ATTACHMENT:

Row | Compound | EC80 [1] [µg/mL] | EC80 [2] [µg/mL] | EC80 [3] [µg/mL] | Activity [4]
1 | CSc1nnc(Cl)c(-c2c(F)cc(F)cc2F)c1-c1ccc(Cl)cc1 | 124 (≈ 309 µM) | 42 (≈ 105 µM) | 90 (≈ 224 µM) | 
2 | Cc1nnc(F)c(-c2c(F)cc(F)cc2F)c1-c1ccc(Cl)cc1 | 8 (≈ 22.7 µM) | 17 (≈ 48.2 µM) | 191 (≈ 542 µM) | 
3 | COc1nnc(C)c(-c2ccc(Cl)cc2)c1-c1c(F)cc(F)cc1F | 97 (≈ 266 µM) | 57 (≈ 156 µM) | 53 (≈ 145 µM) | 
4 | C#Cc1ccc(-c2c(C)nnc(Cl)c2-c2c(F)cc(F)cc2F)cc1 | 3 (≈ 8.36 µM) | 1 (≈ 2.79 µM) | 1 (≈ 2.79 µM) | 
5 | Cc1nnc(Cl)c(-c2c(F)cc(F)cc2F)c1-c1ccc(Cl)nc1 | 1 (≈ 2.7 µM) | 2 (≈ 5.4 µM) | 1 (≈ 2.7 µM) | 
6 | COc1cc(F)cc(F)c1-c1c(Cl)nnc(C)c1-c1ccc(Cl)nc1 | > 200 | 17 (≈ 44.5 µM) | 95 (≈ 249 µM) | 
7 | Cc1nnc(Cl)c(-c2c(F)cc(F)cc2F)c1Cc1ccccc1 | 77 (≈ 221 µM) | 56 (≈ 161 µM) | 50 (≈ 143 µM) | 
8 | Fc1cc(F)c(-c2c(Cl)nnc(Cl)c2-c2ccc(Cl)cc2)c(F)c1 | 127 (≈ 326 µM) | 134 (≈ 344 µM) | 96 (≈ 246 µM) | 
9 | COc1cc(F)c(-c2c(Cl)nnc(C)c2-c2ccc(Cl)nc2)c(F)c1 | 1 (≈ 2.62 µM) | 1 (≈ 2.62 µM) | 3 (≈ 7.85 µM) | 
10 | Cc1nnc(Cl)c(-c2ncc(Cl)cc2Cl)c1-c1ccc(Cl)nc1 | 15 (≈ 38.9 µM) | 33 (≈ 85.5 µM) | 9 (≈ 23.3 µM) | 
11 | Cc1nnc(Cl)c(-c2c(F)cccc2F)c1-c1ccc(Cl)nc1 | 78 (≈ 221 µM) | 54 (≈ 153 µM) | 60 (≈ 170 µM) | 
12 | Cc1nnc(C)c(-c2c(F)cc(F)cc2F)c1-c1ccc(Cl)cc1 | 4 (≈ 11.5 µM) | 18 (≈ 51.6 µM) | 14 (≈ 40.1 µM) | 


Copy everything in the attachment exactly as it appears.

Row | Compound | EC80 [1] [µg/mL] | EC80 [2] [µg/mL] | EC80 [3] [µg/mL] | Activity [4]
1 | CSc1nnc(Cl)c(-c2c(F)cc(F)cc2F)c1-c1ccc(Cl)cc1 | 124 (≈ 309 µM) | 42 (≈ 105 µM) | 90 (≈ 224 µM) | 
2 | Cc1nnc(F)c(-c2c(F)cc(F)cc2F)c1-c1ccc(Cl)cc1 | 8 (≈ 22.7 µM) | 17 (≈ 48.2 µM) | 191 (≈ 542 µM) | 
3 | COc1nnc(C)c(-c2ccc(Cl)cc2)c1-c1c(F)cc(F)cc1F | 97 (≈ 266 µM) | 57 (≈ 156 µM) | 53 (≈ 145 µM) | 
4 | C#Cc1ccc(-c2c(C)nnc(Cl)c2-c2c(F)cc(F)cc2F)cc1 | 3 (≈ 8.36 µM) | 1 (≈ 2.79 µM) | 1 (≈ 2.79 µM) | 
5 | Cc1nnc(Cl)c(-c2c(F)cc(F)cc2F)c1-c1ccc(Cl)nc1 | 1 (≈ 2.7 µM) | 2 (≈ 5.4 µM) | 1 (≈ 2.7 µM) | 
6 | COc1cc(F)cc(F)c1-c1c(Cl)nnc(C)c1-c1ccc(Cl)nc1 | > 200 | 17 (≈ 44.5 µM) | 95 (≈ 249 µM) | 
7 | Cc1nnc(Cl)c(-c2c(F)cc(F)cc2F)c1Cc1ccccc1 | 77 (≈ 221 µM) | 56 (≈ 161 µM) | 50 (≈ 143 µM) | 
8 | Fc1cc(F)c(-c2c(Cl)nnc(Cl)c2-c2ccc(Cl)cc2)c(F)c1 | 127 (≈ 326 µM) | 134 (≈ 344 µM) | 96 (≈ 246 µM) | 
9 | COc1cc(F)c(-c2c(Cl)nnc(C)c2-c2ccc(Cl)nc2)c(F)c1 | 1 (≈ 2.62 µM) | 1 (≈ 2.62 µM) | 3 (≈ 7.85 µM) | 
10 | Cc1nnc(Cl)c(-c2ncc(Cl)cc2Cl)c1-c1ccc(Cl)nc1 | 15 (≈ 38.9 µM) | 33 (≈ 85.5 µM) | 9 (≈ 23.3 µM) | 
11 | Cc1nnc(Cl)c(-c2c(F)cccc2F)c1-c1ccc(Cl)nc1 | 78 (≈ 221 µM) | 54 (≈ 153 µM) | 60 (≈ 170 µM) | 
12 | Cc1nnc(C)c(-c2c(F)cc(F)cc2F)c1-c1ccc(Cl)cc1 | 4 (≈ 11.5 µM) | 18 (≈ 51.6 µM) | 14 (≈ 40.1 µM) | 